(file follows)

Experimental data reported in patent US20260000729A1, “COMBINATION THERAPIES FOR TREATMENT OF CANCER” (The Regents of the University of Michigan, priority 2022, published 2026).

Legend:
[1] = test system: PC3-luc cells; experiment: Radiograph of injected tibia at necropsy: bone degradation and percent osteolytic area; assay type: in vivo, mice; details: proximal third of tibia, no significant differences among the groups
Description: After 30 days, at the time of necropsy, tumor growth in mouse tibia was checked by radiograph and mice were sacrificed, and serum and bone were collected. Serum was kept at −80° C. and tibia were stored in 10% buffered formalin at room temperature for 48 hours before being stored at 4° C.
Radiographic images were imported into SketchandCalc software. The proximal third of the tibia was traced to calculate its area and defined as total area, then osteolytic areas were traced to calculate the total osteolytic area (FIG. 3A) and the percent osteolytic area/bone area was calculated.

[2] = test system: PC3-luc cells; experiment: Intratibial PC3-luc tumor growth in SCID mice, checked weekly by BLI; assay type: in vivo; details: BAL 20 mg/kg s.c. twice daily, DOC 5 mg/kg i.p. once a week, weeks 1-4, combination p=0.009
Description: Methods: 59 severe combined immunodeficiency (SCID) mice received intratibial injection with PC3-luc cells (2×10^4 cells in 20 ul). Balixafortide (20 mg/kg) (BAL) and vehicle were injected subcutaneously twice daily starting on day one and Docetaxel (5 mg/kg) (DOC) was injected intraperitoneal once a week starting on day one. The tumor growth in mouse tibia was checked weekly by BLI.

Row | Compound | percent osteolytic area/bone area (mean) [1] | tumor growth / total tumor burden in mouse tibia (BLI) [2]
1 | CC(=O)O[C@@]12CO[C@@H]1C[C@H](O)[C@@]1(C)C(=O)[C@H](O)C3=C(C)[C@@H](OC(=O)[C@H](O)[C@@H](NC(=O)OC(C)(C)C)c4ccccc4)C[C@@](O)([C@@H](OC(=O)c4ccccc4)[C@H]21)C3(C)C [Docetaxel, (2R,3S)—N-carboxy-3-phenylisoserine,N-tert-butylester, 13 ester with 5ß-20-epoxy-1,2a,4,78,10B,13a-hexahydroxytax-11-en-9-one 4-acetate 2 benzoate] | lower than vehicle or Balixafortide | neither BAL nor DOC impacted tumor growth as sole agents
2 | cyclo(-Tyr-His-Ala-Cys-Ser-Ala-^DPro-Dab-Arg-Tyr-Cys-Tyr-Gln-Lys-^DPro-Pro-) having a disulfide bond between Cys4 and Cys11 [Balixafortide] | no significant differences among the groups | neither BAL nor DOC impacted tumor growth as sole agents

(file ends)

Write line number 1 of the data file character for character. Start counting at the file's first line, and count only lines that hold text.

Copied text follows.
Experimental data reported in patent US20260000729A1, “COMBINATION THERAPIES FOR TREATMENT OF CANCER” (The Regents of the University of Michigan, priority 2022, published 2026).